Nope. The secret we’re going to share is something every company can do and costs nothing, unless you want it to. Even then, it will cost around $5 a year, but give you an ROI of about 50 to 1.
First, Todd insists on sharing about a new recruiting site. Here he is to tell you about it himself.
I was awfully skeptical about JobsMiner when my friend, syndicated columnist Joyce Lain Kennedy, told me about it. Perhaps it’s a numbness to the daily barrage of new recruiting job sites, all claiming to revolutionize job-seeking, save time, money, are gluten free, and so on. I was even less enthused after watching this Miner video, which doesn’t say a whole lot of anything.
That all changed after trying a few searches. Put in a job title and a location, and the site searches social recruiting networks — people’s tweets, for example. Check out the graphic here to see what I’m talking about, and try your own searches on JobsMiner, because they seem to work pretty well.
More Sun=More Productivity
Vitamin D. That’s the secret to improved worker productivity.
“Vitamin D is something you can replenish and have a return on investment in a couple of months,” says Dr. Greg Plotnikoff who is a medical director at the Institute for Health and Healing at Abbott Northwestern Hospital in Minneapolis.
In a study published this month in the Journal of Occupational and Environmental Medicine, Plotnikoff and his co-authors conclude: “Low vitamin D status is associated with reduced employee work productivity.”
The impact, in dollars and cents, Plotnikoff insists, ranges from $112 to $370 per employee per year in preventable illness and improved productivity. Boost the vitamin D levels of your employees and depending on how bad off they were before, that can be your savings.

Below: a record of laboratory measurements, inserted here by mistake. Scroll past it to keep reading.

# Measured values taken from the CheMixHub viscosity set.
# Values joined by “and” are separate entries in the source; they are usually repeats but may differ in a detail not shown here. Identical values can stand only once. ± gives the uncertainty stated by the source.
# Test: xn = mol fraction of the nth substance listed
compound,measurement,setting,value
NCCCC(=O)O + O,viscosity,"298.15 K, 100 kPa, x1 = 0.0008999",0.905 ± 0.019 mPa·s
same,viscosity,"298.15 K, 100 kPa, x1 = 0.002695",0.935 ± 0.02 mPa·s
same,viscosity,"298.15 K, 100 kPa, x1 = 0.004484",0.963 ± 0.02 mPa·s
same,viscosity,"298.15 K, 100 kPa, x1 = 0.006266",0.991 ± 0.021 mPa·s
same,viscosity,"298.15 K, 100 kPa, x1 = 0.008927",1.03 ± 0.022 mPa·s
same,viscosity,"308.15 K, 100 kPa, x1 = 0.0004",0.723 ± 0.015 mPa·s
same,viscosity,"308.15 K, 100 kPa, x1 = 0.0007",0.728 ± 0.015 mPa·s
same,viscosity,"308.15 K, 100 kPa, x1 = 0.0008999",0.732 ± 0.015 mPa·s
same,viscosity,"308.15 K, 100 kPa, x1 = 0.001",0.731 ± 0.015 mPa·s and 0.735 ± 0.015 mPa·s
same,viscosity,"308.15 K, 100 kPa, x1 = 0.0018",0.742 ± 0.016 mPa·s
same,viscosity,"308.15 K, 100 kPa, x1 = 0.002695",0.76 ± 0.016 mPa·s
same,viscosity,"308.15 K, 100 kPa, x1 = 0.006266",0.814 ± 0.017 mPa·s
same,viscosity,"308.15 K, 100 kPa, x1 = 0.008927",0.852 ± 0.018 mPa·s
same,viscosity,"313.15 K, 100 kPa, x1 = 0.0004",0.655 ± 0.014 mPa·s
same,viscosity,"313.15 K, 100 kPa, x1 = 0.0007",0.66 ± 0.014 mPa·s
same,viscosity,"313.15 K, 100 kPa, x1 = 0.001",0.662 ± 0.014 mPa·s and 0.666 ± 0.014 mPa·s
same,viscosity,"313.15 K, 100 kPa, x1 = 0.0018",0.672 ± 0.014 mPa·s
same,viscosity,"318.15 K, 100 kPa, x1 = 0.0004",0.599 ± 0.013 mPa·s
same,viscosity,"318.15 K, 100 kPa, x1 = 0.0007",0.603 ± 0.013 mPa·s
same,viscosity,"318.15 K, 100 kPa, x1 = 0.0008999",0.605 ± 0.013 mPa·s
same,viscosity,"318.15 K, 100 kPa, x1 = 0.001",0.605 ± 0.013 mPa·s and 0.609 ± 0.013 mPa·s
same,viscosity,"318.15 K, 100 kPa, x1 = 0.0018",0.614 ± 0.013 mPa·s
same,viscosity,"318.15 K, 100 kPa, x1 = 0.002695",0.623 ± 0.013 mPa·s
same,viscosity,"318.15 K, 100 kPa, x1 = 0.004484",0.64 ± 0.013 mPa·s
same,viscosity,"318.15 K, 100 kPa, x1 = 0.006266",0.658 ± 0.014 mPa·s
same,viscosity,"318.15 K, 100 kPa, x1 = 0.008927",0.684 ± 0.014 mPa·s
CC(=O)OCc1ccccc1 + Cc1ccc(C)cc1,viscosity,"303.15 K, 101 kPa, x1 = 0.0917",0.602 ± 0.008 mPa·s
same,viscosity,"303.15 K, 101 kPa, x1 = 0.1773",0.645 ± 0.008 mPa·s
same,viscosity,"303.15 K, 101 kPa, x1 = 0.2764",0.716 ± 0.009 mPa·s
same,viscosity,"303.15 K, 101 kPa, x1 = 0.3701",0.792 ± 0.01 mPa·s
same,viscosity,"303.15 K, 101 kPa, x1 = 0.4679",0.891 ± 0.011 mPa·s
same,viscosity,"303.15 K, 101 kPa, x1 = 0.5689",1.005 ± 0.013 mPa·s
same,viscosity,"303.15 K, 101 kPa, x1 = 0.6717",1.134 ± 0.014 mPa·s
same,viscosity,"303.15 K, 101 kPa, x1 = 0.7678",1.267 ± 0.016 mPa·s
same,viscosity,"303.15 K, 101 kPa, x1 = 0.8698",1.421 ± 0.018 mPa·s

The simplest and cheapest way to do that boosting? Have them get out in the sun every day and show some skin. Suddenly, you now have the kind of ammunition for promoting the company softball team that even a CFO can love.
Speaking of Vitamin D…
We’re going to really force this segue and tell you that Vitamin D is found in eel, salmon, and tuna, which brings us to Intern Sushi. This new site from a team of Hollywood types allows potential interns to make a one-minute video, and to manage the process of finding an internship. Employers view, track, and hire applicants, and can use the back end once the intern is hired to communicate with them.
For $8.99/month, intern-seekers can get premium features such as 48 hours’ advance notice of internship listings. “That’s the price of two lattes a month,” Intern Sushi tells prospects. We’re thinking those are some awfully pricey lattes.
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No Jive. Jibe Goes Enterprise
When we saw the email about Jibe launching some new tools, our first thought was, “You mean this is new?” Our ignorance is forgivable since it has been two years when last we wrote about the social recruiting company. And that was just when it launched.
Much water has flowed under the bridge since then. The social recruiting scene has become a crowded place, with sites and services like BranchOut and BeKnown jumping in. Early movers like Jobvite keep improving.
What we liked about Jibe back in the day still makes it attractive, only more so now that those clever folks have (finally) made it possible for all the social activity to take place elsewhere, other than on Jibe.com.
Now, instead of making job seekers come to Jibe, when a Jibe job interests them they can find out who they know at the company right then and there, by clicking the “Get Referred” button.
The other two products are more functional than social. Jibe Apply is a mobile optimization tool for employers whose ATS is too lame to accept applications from a tablet or smartphone. (More than a few you are in that boat.) Jibe Post is a job posting distribution tool, also for those ATSs that struggle with getting your posting to just a few sites.
Jibe also named three new Monster ex-pats to senior jobs.
Indeed, the job listings aggregator, launched Company Pages in the last week. They’re a mashup of Facebook’s company profiles and a Glassdoor page.
theFIT is another of the social sites that takes at least some of its cues from Yelp and Quora. Bullhorn, which launched it a week or two ago, describes it as “a career site that finally fulfills the needs of job seekers and the 80 percent of people who are not looking for a new job …. helps you get inside the heads of current or prospective co-workers by asking burning questions that reveal the true story of a workplace.”